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  • Print publication year: 2017
  • Online publication date: June 2018

6 - Libraries and the organisation of library processes – a history of operational research, and the use of process modelling



Chapter 6 examines the history of operations research within libraries, and some of the more recent changes to academic libraries, the new roles required for staff, and the challenges to provide services that meet needs, within budgetary constraints. The chapter concludes with an overview of some examples of the use of business process modelling techniques. Strategic planning is mentioned frequently in the library literature but mostly in aspirational terms – urging staff (presumably) onwards for the greater good of the library and its users. It is more common to read about the challenges of new roles – but what happens to the old roles? Pritchard (2013) points out that libraries need a strategic approach to training that goes beyond individual development needs, but looks at organisational needs at several levels. She suggests that libraries identify which skills and competencies are required by all staff, which are required somewhere, and which could be obtained from external resources. Some skills will be required to advance strategic library goals, others for operational purposes. Ideally such attention to skills and role redevelopment should link to the institutional goals.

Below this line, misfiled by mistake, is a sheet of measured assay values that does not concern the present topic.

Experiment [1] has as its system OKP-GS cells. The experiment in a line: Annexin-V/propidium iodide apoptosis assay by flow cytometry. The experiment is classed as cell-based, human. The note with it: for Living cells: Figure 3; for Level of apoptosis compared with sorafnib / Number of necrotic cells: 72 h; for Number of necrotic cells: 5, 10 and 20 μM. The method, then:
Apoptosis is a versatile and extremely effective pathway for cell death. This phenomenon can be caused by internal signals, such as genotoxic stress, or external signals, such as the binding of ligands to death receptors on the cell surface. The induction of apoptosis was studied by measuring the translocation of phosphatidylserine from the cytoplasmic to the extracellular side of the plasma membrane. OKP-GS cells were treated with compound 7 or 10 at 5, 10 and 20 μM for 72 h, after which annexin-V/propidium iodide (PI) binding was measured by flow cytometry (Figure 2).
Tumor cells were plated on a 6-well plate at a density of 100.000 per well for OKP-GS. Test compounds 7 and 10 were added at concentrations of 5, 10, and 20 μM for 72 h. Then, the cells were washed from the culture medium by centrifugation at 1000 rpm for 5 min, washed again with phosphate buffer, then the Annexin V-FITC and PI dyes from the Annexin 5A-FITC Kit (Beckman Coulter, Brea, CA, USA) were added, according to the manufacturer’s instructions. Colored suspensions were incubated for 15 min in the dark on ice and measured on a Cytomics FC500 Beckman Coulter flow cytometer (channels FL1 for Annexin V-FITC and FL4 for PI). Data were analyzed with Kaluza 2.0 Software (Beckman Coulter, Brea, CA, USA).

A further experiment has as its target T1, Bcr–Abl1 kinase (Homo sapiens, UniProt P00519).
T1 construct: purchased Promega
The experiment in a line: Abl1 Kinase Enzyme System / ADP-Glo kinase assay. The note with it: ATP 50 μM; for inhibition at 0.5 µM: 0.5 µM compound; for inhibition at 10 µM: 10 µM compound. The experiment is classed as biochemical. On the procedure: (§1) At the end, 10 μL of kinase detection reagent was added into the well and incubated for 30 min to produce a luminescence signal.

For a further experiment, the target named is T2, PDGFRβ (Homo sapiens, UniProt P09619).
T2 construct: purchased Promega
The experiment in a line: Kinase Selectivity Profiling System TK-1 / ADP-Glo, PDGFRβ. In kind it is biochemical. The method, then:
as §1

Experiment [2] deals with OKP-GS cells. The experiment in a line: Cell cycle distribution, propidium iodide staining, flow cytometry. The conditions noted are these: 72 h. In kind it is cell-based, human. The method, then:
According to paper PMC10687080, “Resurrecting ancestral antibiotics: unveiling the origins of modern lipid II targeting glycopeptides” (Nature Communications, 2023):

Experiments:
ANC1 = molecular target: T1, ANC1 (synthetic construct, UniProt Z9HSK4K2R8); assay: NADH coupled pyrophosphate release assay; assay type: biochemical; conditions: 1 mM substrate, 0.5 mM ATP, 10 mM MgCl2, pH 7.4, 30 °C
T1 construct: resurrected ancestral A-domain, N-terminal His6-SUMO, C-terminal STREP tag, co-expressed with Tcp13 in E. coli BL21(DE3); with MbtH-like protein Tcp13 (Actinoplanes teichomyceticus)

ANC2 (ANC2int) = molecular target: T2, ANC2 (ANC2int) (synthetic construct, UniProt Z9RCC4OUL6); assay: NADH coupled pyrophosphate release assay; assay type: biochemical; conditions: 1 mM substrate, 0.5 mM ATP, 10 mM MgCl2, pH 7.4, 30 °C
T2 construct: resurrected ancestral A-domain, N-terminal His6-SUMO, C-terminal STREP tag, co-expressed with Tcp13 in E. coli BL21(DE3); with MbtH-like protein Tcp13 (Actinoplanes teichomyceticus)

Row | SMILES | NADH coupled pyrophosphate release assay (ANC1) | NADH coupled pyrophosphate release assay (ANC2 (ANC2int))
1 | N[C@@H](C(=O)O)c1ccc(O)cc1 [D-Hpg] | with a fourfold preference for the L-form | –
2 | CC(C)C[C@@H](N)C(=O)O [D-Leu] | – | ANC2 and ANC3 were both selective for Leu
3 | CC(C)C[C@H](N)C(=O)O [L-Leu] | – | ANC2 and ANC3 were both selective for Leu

Chapter 5 discussed how a process architecture could be developed that might help libraries assess their fit within an organisation, but it is unclear from the literature how many libraries do more than pay lip service to the principles of serving the mission of the organisation. Franklin (2012), for example, suggests that academic libraries should shift from divisions of activities based on traditional library functions to structures that reflect organisational goals (undergraduate education, research, outreach etc.). This might be bewildering to many staff if there was total upheaval, and a likely mid-road compromise might be some relabelling, but the same functions would continue as before. As Chapter 5 emphasises, business process analysis requires commitment and time to succeed. The suspicion that most library staff do not feel they have the time or the energy for anything other than tinkering at the edges might be confirmed by the survey of library mission statements compared with institutional mission statements, where a discourse analysis found very weak links between the sets of statements (Wadas, 2017). On the other hand, in practice, when library staff are confronted with users with needs, they may well get on with the job as best they can at the operational level.